These are important things to understand in general as the studies most certainly suggest a correlation but the small number of women doesn’t clearly show causation, either. There could be other factors at play that are not being considered.

Lastly, research is based on populations and we work with individuals.

When the research on doulas says that doula support decreases the cesarean rate by 28%, that doesn’t mean we decrease a single person’s cesarean rate by 28%, rather the overall cesarean rate.

Example: Riverside Methodist Hospital (RMH), a large and local to me hospital, had 1,980 nulliparous term singleton vertex births last year. Nulliparous term singleton vertex (NTSV) means the data is only for a person who is giving birth for the first time, they were at term (defined as 38 weeks) at the onset of labor, they were pregnant with one baby, and the baby was head down at the onset of labor. Their NTSV cesarean birth rate was 24.8485% (492 births were cesarean births).

Now, according to the Cochrane Review, doula support showed a 28% decrease in the cesarean rate.

So let’s say RMH decided to start a doula program and required all NTSV patients to have a doula (this is what makes this example an extreme and not possible) in an effort to decrease their cesarean rate. The hospital should expect their NTSV cesarean rate to drop from 24.8485% to 17.89092%. But that’s as a hospital with 1,980 NTSV births a year. Not an individual person (because 354 people would have both a doula and a cesarean). But people don’t understand this.

People tend to hear “a doula decreases the risk of cesarean”, but they think doula = no cesarean.

So, yes, technically doulas can improve outcomes overall, but it would take a huge number of women to have the support of a doula to make a difference. Also, and remember that this is what makes this example so extreme, this example is assuming all NTSV patients at RMH would have a doula. If we do something smaller, let’s say 50% of all NTSV patients, it only decreases the cesarean rate to 21.36966%. (Special thank you to Alex Weinberger of Toronto Family Doulas and fellow ProDoula Trainer for helping me figure this stat out!)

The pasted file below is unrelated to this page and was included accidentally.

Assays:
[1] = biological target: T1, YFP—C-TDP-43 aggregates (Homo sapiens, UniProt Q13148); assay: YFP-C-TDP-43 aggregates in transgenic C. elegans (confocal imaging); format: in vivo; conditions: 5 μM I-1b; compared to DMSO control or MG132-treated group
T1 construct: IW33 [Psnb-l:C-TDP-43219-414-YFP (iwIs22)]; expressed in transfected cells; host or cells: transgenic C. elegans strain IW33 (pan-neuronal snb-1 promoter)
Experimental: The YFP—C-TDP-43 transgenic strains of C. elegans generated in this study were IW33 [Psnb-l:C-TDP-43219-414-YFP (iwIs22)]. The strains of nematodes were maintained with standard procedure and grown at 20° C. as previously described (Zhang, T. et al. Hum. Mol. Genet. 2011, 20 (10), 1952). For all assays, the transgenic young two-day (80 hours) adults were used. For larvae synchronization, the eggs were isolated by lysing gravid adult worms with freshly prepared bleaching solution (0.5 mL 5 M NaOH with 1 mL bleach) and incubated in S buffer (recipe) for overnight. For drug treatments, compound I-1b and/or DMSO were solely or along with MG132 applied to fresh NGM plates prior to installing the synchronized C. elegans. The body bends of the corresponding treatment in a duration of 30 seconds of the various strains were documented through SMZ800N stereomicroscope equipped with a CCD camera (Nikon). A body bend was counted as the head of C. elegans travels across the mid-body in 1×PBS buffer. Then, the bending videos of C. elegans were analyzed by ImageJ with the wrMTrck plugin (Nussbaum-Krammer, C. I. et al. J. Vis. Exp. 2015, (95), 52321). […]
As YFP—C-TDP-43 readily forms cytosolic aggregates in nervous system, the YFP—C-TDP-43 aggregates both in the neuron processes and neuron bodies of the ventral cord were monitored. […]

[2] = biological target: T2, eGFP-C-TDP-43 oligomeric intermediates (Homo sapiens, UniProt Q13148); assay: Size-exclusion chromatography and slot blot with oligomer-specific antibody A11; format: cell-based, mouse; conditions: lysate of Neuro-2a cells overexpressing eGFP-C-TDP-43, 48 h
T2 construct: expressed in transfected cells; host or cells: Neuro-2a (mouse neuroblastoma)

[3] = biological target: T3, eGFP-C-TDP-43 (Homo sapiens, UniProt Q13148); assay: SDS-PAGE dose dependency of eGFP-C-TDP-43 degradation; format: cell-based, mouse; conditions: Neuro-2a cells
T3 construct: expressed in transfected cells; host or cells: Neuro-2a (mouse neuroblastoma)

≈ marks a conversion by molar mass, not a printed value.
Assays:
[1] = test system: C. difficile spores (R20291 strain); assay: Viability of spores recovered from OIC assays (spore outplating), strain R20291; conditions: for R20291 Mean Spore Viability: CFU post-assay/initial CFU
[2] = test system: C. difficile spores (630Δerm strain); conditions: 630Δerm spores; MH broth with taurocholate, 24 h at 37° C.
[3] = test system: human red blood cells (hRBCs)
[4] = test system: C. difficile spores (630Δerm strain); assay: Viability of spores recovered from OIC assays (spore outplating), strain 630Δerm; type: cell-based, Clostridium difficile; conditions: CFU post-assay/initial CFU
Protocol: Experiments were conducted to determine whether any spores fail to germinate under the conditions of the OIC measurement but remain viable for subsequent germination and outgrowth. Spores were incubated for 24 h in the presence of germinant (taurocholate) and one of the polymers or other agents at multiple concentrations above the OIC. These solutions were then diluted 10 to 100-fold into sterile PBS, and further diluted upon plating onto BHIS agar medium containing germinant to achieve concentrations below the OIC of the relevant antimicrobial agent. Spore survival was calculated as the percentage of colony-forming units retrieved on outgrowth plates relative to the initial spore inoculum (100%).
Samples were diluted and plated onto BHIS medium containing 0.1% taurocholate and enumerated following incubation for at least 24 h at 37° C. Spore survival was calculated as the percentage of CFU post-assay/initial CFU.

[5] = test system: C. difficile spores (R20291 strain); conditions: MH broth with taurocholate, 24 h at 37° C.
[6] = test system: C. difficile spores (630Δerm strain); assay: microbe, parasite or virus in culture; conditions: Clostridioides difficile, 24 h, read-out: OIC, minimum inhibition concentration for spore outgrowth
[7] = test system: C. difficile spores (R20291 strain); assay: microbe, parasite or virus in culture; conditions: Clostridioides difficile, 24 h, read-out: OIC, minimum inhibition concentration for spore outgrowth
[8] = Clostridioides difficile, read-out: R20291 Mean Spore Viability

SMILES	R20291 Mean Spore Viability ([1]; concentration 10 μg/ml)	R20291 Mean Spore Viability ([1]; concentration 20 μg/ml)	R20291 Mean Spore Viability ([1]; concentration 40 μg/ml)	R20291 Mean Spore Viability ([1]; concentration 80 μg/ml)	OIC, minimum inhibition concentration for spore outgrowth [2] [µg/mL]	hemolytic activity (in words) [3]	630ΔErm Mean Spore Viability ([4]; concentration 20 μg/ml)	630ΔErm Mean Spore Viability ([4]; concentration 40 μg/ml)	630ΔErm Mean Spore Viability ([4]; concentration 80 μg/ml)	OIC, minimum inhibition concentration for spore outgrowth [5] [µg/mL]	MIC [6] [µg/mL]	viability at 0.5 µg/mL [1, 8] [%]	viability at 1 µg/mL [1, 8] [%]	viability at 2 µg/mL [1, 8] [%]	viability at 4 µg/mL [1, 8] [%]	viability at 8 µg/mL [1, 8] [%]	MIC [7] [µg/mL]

Additionally, remember that the number I’m using is only the number of NTSV births and this number does not include anyone who has

  • previously given birth OR
  • has started labor before 38 weeks OR
  • has multiples OR
  • the baby is anything but head down.

To give a frame of reference, RMH averages about 5,000-6,000 births a year (5,005 for the year I have the data for). NTSV births make up around 40% of their births every year. It would take a huge number of doulas at that one hospital alone, and it’s only 1 of 12 in my area. We would need a minimum of 13 doulas to support the 1,980 NTSV births at RMH alone (assuming each doula works 3 12-hour shifts a week and no one takes a week off or ever gets sick).

Then you have to figure out how much those doulas should get paid and compare it to how much cost savings the lower cesarean rate would bring to determine if it’s even something the hospital would be willing to do. Then you have to add in the fact that the most significant decrease in the cesarean rate is specific to doulas who do not work for the hospital so the reality will likely be something less than 28% decrease.

So the point of all of this is to say that research and statistics are far more complex and nuanced than many doulas realize and it is because of this that we need to stop using these stats to sell our services.

Yes, doulas are awesome. But we’re not awesome because we have the potential to lower the cesarean rate, but because we provide something no one else can: nonjudgmental emotional support.